Building Futures: The Head Start Impact Study Research Design Plan Updated

Published: March 31, 2001
Head Start
Head Start Impact Study and Follow-up, 2000-2015 | Learn more about this project
Research Design Documents: First Year Findings

Head Start provides comprehensive early childhood development services to low-income children, their families, and the communities in which they reside. Over the last decade the program has experienced significant growth, particularly as greater attention has been paid to the need for early intervention in the lives of low-income children. In fact, the recent FY2001 budget agreement included an increase of $933 million for Head Start, for a total annual funding of $6.2 billion. Along with this growth have come initiatives calling for improved outcomes and accountability. Head Start is not, however, alone in this—in an era of fiscal constraints, all Federal agencies are being challenged to demonstrate program results, not simply report on program staffing and processes.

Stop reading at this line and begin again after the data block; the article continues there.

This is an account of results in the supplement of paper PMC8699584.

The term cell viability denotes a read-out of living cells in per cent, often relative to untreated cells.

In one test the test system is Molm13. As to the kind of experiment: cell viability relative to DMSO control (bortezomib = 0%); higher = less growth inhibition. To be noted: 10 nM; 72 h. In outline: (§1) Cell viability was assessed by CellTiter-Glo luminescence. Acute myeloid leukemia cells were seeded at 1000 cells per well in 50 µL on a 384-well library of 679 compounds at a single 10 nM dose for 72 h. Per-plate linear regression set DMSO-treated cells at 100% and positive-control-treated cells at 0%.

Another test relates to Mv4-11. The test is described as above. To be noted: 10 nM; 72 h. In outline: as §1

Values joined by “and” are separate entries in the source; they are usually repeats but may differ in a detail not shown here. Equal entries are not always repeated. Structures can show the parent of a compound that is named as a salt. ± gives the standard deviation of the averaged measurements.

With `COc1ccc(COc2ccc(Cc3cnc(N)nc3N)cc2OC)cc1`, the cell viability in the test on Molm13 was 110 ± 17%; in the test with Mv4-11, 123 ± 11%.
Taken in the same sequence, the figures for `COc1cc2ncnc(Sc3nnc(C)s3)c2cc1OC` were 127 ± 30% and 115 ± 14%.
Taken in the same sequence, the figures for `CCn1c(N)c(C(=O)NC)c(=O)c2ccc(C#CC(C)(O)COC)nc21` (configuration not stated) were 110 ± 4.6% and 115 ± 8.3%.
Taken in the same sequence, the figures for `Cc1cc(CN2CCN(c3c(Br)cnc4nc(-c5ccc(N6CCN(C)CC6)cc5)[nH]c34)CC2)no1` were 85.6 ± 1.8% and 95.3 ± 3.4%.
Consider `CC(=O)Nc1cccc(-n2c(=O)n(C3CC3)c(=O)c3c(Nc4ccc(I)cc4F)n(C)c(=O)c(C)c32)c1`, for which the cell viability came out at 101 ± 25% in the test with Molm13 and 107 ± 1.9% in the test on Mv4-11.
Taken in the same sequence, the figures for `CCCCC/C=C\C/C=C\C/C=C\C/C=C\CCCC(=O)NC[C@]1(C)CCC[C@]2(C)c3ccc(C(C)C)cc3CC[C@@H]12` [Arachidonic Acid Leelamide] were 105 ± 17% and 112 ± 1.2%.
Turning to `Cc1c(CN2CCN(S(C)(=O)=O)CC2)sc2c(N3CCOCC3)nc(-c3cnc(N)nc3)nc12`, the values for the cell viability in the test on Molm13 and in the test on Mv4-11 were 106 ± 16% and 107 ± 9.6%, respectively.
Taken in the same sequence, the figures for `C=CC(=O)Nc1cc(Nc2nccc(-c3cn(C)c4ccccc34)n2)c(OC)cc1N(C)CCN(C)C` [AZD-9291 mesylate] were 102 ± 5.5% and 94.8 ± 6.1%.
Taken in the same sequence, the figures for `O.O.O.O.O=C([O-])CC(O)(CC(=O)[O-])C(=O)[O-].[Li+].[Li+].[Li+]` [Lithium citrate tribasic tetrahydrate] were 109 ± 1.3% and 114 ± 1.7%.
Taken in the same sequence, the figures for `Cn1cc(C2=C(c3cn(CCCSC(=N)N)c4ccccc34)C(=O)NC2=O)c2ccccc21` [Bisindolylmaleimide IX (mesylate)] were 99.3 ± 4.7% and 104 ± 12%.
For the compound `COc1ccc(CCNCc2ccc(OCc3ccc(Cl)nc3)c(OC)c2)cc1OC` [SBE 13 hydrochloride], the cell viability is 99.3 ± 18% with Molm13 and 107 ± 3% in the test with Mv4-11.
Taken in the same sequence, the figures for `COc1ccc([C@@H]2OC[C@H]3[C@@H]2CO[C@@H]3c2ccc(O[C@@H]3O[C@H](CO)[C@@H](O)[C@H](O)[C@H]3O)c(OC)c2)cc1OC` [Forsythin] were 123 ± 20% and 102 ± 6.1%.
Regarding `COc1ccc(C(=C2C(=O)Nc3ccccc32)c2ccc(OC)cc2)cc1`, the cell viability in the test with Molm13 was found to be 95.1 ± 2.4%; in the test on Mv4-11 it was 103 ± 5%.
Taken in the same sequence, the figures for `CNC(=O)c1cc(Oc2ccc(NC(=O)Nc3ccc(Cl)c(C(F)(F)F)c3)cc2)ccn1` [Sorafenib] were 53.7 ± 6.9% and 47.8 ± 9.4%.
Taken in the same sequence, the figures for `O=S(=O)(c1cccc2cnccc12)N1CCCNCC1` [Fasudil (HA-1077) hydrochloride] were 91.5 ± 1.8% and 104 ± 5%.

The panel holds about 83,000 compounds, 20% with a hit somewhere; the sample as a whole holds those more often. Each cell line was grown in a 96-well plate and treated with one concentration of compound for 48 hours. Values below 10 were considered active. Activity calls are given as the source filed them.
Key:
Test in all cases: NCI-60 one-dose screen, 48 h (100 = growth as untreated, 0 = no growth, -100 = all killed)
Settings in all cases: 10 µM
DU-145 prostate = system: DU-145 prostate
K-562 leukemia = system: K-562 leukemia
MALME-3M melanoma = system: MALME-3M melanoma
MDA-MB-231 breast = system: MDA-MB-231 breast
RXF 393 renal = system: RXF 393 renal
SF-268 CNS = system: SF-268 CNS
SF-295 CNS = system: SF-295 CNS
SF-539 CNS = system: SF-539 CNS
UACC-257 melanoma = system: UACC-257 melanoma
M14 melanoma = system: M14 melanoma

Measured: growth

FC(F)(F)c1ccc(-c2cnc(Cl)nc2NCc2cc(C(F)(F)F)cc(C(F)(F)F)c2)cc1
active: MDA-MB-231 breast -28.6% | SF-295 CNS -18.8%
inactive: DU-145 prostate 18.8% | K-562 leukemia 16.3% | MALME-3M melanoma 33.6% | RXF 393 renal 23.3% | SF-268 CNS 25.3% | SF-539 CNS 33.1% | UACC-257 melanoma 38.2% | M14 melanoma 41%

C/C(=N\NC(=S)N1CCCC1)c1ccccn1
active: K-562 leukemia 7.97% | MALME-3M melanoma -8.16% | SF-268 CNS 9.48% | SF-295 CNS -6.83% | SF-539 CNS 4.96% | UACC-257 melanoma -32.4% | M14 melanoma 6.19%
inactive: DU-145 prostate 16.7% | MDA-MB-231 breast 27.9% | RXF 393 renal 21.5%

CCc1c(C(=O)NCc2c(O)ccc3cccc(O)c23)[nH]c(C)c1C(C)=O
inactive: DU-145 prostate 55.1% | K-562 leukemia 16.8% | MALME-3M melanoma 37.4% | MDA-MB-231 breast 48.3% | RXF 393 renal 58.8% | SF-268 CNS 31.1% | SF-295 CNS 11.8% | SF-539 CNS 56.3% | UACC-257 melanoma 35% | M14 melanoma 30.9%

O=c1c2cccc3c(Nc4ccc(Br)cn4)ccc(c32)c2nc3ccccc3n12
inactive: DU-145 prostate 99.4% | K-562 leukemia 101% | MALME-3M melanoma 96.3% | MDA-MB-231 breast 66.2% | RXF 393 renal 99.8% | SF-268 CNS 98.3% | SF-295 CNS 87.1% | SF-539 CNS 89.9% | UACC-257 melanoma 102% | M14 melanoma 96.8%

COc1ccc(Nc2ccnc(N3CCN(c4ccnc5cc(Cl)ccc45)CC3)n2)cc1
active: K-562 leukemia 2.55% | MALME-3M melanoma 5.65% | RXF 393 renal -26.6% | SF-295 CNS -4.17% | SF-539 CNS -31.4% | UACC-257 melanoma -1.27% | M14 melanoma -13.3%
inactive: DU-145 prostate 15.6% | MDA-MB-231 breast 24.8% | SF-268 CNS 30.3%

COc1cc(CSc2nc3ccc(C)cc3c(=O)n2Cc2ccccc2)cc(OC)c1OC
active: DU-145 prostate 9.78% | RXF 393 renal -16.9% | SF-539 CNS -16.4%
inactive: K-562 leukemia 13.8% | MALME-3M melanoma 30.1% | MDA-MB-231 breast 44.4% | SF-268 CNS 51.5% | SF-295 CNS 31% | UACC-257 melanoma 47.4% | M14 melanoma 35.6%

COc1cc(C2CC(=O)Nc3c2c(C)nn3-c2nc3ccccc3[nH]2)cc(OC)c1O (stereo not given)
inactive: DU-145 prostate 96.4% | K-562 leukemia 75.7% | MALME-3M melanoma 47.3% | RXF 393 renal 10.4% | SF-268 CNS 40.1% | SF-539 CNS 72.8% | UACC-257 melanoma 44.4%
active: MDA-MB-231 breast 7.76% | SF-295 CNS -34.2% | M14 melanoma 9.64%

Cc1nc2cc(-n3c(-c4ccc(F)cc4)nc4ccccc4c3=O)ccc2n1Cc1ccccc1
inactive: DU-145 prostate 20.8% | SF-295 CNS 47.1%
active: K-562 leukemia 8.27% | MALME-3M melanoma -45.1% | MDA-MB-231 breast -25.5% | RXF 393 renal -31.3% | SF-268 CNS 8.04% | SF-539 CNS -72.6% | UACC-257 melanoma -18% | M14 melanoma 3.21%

During this rapid expansion of Head Start, the U.S. General Accounting Office (GAO) released two reports underlining the lack of rigorous research on Head Start’s effectiveness noting in the 1997 report that “...the body of research on current Head Start is insufficient to draw conclusions about the impact of the national program.”1 The 1998 report added, “...the Federal government’s significant financial investment in the Head Start program, including plans to increase the number of children served and enhance the quality of the program, warrants definitive research studies, even though they may be costly.”

Based upon the GAO recommendation, and the testimony of research methodologists and early childhood experts, Congress mandated through the 1998 reauthorization of Head Start that the Department of Health and Human Services (DHHS) determine, on a national level, the impact of Head Start on the children it serves. In October 2000, DHHS awarded a contract to Westat, Inc. in collaboration with The Urban Institute, the American Institutes for Research, and Decision Information Resources to conduct this research study.